how old you are, but it can have a bearing on your chances. If you are under 40 you are far more likely to be able to acquire the necessary skills and still have a chance of making a career. Much over that and I'm afraid your prospects start to worsen. It sounds brutal, but it's true, and there's no point in saying otherwise. There are always exceptions to rules of course, but it's best to start out by being aware of such things.
I'm going to assume that you're under 40 and reasonably computer literate, receptive to new concepts, and have the ability to work as part of a team. If you can tick all those boxes you have a chance of making a career in IT, but.....
The road may be long and at times painful. Nobody is going to offer you that plum job until you can satisfy them that you know enough about networking to be of value to them, and I'm not just talking of theoretical knowledge - you'll need to slave at the coalface of IT (network support) for a while to gain some hands-on experience.
If you are about to become redundant you'll need to generate income, and that's your first problem; you may have to just get a job - any job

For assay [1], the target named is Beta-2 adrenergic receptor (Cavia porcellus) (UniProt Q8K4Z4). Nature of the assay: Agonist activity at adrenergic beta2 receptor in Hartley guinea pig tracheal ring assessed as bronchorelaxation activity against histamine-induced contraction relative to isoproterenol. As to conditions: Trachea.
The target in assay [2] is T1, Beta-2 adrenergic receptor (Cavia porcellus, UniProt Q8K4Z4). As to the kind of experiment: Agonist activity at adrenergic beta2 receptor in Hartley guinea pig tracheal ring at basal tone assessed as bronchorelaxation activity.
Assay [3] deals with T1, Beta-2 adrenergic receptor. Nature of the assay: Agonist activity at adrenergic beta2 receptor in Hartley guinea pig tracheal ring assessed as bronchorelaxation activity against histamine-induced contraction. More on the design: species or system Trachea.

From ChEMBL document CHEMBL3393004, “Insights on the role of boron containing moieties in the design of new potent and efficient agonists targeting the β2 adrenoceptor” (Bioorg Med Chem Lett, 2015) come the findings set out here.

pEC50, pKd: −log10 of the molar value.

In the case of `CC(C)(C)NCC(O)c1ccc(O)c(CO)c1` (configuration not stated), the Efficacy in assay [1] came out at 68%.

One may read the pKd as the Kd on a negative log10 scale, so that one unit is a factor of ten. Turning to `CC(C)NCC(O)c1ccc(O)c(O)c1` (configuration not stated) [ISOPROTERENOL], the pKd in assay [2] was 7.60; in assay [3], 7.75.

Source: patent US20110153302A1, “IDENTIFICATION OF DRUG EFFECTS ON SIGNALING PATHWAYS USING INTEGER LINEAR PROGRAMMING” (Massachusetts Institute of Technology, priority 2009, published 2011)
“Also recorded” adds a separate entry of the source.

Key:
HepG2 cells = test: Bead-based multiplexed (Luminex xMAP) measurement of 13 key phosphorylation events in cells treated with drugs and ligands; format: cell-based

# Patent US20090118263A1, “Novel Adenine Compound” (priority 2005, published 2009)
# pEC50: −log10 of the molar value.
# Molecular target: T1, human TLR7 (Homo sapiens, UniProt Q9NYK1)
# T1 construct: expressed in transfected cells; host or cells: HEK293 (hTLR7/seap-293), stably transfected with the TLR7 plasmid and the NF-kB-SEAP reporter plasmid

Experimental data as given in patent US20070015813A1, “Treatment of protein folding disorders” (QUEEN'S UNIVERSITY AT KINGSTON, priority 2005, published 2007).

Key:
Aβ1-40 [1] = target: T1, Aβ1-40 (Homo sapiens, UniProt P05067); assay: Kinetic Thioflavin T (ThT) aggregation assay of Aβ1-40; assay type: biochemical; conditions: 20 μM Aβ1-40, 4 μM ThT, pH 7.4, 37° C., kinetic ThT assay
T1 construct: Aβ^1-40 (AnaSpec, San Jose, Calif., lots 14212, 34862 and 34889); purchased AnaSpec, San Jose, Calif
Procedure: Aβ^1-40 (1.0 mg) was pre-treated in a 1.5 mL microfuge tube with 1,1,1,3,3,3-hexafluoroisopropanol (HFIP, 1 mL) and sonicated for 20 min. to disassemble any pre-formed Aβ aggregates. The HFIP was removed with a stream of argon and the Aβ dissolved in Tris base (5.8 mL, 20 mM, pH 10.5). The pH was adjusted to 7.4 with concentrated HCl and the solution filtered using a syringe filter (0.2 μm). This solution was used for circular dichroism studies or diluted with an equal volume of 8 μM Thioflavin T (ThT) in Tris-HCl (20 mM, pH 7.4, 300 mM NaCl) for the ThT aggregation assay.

to keep the wolf from the door whilst you study networking topographies and server technologies. Those two topics should be your aim. How you learn is very much up to you, but any company which tempts you with vaguely-worded 'guarantees' of a glittering post in IT after you've completed their £5000 training course should be avoided like the plague. There are good training companies of course, and they'll be the ones who make no wild claims about jobs. Good companies will be realistic in terms of your future prospects - training certificates are all very well, and many employers will be reassured to see you have them, but in the final analysis it's you who will land a job, not your paper qualifications. Scour the web for free online tutorials - they're out there. Download free server software and practice - knowing your way around Apache, Linux, and Windows networking will be invaluable assets.